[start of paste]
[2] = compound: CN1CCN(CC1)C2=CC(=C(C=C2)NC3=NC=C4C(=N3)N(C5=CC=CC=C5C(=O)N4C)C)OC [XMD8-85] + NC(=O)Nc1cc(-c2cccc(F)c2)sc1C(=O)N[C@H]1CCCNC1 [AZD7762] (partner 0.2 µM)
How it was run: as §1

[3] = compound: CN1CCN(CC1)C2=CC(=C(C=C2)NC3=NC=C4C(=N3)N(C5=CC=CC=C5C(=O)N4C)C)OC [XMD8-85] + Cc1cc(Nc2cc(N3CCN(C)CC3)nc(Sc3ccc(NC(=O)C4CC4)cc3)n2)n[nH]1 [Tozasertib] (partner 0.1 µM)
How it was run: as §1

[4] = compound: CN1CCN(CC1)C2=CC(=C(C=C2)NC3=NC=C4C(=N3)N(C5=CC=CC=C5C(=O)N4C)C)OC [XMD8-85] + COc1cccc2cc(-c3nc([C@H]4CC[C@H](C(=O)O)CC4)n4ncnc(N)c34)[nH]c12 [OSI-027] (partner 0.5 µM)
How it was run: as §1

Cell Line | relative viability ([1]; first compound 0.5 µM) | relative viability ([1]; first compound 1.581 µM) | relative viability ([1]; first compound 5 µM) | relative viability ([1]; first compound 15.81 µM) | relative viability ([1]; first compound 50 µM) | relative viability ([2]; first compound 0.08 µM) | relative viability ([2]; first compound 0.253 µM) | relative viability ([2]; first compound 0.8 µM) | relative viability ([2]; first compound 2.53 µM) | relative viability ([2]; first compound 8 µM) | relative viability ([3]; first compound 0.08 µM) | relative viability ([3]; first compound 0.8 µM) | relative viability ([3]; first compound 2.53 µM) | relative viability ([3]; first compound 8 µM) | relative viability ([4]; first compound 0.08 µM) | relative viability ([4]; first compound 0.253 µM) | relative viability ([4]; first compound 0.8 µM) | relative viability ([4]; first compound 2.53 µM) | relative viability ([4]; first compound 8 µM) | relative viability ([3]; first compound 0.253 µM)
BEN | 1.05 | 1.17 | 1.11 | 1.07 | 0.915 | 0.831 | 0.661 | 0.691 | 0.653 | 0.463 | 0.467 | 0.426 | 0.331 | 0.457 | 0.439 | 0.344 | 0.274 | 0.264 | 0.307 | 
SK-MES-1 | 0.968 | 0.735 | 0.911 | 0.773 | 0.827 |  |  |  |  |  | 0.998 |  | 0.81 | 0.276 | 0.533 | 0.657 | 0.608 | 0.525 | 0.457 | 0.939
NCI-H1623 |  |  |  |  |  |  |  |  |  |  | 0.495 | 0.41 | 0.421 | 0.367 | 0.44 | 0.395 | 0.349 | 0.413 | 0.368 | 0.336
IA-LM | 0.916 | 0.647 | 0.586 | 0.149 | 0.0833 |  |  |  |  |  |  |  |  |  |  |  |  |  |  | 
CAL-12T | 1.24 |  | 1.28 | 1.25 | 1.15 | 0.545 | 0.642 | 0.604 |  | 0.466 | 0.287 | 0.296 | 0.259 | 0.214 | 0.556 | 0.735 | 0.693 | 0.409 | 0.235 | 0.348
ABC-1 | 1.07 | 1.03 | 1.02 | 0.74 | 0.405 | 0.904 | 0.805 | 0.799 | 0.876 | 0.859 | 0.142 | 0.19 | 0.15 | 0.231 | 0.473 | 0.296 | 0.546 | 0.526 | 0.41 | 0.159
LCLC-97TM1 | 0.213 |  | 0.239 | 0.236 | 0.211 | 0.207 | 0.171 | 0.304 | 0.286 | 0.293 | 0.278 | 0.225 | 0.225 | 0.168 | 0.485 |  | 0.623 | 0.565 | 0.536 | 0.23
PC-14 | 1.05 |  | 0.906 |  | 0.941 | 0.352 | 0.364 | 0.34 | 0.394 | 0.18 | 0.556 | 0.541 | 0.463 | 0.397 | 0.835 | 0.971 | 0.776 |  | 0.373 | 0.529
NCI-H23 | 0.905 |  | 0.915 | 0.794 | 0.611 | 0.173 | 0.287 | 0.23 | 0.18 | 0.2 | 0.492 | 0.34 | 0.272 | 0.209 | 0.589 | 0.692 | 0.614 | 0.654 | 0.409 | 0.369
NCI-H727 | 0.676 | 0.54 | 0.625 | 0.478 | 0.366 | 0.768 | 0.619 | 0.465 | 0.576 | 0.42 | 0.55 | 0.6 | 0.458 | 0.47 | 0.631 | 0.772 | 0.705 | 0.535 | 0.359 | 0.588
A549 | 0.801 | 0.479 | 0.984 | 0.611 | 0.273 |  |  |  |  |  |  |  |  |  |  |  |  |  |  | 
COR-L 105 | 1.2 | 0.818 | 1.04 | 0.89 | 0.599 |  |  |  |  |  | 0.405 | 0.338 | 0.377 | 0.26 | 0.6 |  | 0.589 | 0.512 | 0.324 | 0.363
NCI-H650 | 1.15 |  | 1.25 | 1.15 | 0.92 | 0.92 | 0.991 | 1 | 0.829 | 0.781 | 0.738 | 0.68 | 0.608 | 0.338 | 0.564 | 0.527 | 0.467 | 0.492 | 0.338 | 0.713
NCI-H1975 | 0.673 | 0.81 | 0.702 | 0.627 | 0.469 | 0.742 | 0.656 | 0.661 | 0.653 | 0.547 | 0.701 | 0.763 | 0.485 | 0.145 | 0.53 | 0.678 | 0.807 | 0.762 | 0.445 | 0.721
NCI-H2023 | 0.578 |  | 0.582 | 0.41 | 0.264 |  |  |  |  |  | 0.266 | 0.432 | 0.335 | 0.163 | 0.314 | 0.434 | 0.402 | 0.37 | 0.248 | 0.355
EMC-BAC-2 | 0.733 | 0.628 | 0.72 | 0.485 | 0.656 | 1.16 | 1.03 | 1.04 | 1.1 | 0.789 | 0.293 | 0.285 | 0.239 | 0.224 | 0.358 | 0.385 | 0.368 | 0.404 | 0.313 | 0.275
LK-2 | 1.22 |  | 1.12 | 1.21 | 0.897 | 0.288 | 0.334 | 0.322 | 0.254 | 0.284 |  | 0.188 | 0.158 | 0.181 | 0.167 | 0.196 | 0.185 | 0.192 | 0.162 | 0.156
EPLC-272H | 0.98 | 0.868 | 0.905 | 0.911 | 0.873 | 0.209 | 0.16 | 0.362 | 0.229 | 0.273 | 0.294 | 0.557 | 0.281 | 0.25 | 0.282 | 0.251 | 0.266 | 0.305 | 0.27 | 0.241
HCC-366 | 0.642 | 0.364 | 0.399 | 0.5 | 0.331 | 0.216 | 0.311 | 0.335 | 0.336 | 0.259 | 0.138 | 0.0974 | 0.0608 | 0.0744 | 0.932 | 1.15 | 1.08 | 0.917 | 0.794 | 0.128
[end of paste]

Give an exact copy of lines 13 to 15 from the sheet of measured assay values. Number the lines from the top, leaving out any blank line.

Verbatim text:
ABC-1 | 1.07 | 1.03 | 1.02 | 0.74 | 0.405 | 0.904 | 0.805 | 0.799 | 0.876 | 0.859 | 0.142 | 0.19 | 0.15 | 0.231 | 0.473 | 0.296 | 0.546 | 0.526 | 0.41 | 0.159
LCLC-97TM1 | 0.213 |  | 0.239 | 0.236 | 0.211 | 0.207 | 0.171 | 0.304 | 0.286 | 0.293 | 0.278 | 0.225 | 0.225 | 0.168 | 0.485 |  | 0.623 | 0.565 | 0.536 | 0.23
PC-14 | 1.05 |  | 0.906 |  | 0.941 | 0.352 | 0.364 | 0.34 | 0.394 | 0.18 | 0.556 | 0.541 | 0.463 | 0.397 | 0.835 | 0.971 | 0.776 |  | 0.373 | 0.529